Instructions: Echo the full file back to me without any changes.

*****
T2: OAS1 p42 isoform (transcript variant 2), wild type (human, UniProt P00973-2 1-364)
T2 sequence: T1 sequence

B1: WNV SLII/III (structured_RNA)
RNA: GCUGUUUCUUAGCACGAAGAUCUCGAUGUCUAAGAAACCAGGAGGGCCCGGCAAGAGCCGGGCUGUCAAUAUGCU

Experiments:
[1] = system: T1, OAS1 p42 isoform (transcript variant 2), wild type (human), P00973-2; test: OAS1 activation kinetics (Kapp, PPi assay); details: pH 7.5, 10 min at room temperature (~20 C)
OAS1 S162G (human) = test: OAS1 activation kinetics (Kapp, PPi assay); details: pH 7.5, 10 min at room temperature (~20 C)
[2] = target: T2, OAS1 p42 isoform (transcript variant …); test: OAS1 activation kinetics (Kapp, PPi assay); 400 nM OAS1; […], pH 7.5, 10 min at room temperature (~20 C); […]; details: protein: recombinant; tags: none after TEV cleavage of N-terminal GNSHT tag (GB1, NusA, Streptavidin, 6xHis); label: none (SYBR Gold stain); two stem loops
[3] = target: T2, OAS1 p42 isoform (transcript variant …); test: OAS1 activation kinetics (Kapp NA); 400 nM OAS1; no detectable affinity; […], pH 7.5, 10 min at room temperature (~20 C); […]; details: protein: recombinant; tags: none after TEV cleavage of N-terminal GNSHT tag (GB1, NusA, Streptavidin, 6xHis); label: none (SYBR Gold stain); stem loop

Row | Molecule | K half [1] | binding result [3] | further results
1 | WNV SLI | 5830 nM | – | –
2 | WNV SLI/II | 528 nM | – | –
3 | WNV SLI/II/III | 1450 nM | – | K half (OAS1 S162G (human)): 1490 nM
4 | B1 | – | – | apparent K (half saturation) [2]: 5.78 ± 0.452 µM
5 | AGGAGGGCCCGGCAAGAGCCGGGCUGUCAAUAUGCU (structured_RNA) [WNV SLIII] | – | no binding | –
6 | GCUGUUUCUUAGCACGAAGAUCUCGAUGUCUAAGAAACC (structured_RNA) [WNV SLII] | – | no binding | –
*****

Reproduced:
T2: OAS1 p42 isoform (transcript variant 2), wild type (human, UniProt P00973-2 1-364)
T2 sequence: T1 sequence

B1: WNV SLII/III (structured_RNA)
RNA: GCUGUUUCUUAGCACGAAGAUCUCGAUGUCUAAGAAACCAGGAGGGCCCGGCAAGAGCCGGGCUGUCAAUAUGCU

Experiments:
[1] = system: T1, OAS1 p42 isoform (transcript variant 2), wild type (human), P00973-2; test: OAS1 activation kinetics (Kapp, PPi assay); details: pH 7.5, 10 min at room temperature (~20 C)
OAS1 S162G (human) = test: OAS1 activation kinetics (Kapp, PPi assay); details: pH 7.5, 10 min at room temperature (~20 C)
[2] = target: T2, OAS1 p42 isoform (transcript variant …); test: OAS1 activation kinetics (Kapp, PPi assay); 400 nM OAS1; […], pH 7.5, 10 min at room temperature (~20 C); […]; details: protein: recombinant; tags: none after TEV cleavage of N-terminal GNSHT tag (GB1, NusA, Streptavidin, 6xHis); label: none (SYBR Gold stain); two stem loops
[3] = target: T2, OAS1 p42 isoform (transcript variant …); test: OAS1 activation kinetics (Kapp NA); 400 nM OAS1; no detectable affinity; […], pH 7.5, 10 min at room temperature (~20 C); […]; details: protein: recombinant; tags: none after TEV cleavage of N-terminal GNSHT tag (GB1, NusA, Streptavidin, 6xHis); label: none (SYBR Gold stain); stem loop

Row | Molecule | K half [1] | binding result [3] | further results
1 | WNV SLI | 5830 nM | – | –
2 | WNV SLI/II | 528 nM | – | –
3 | WNV SLI/II/III | 1450 nM | – | K half (OAS1 S162G (human)): 1490 nM
4 | B1 | – | – | apparent K (half saturation) [2]: 5.78 ± 0.452 µM
5 | AGGAGGGCCCGGCAAGAGCCGGGCUGUCAAUAUGCU (structured_RNA) [WNV SLIII] | – | no binding | –
6 | GCUGUUUCUUAGCACGAAGAUCUCGAUGUCUAAGAAACC (structured_RNA) [WNV SLII] | – | no binding | –